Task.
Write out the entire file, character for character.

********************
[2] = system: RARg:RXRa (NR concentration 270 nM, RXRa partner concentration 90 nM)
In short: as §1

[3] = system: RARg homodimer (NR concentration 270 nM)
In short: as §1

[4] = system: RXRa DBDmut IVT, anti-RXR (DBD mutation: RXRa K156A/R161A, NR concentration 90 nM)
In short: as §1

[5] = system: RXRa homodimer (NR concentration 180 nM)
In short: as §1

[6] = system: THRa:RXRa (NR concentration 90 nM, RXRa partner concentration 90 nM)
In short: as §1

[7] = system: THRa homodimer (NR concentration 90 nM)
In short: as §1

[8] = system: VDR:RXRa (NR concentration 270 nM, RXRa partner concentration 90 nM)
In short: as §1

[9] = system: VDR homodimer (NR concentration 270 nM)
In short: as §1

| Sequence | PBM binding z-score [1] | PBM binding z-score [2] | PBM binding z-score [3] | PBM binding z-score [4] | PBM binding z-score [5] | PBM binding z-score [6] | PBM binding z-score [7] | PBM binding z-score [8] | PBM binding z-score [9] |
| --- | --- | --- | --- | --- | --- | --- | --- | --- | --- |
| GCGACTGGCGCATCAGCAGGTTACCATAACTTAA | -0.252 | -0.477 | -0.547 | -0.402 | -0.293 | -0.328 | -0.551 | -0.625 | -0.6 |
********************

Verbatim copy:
[2] = system: RARg:RXRa (NR concentration 270 nM, RXRa partner concentration 90 nM)
In short: as §1

[3] = system: RARg homodimer (NR concentration 270 nM)
In short: as §1

[4] = system: RXRa DBDmut IVT, anti-RXR (DBD mutation: RXRa K156A/R161A, NR concentration 90 nM)
In short: as §1

[5] = system: RXRa homodimer (NR concentration 180 nM)
In short: as §1

[6] = system: THRa:RXRa (NR concentration 90 nM, RXRa partner concentration 90 nM)
In short: as §1

[7] = system: THRa homodimer (NR concentration 90 nM)
In short: as §1

[8] = system: VDR:RXRa (NR concentration 270 nM, RXRa partner concentration 90 nM)
In short: as §1

[9] = system: VDR homodimer (NR concentration 270 nM)
In short: as §1

| Sequence | PBM binding z-score [1] | PBM binding z-score [2] | PBM binding z-score [3] | PBM binding z-score [4] | PBM binding z-score [5] | PBM binding z-score [6] | PBM binding z-score [7] | PBM binding z-score [8] | PBM binding z-score [9] |
| --- | --- | --- | --- | --- | --- | --- | --- | --- | --- |
| GCGACTGGCGCATCAGCAGGTTACCATAACTTAA | -0.252 | -0.477 | -0.547 | -0.402 | -0.293 | -0.328 | -0.551 | -0.625 | -0.6 |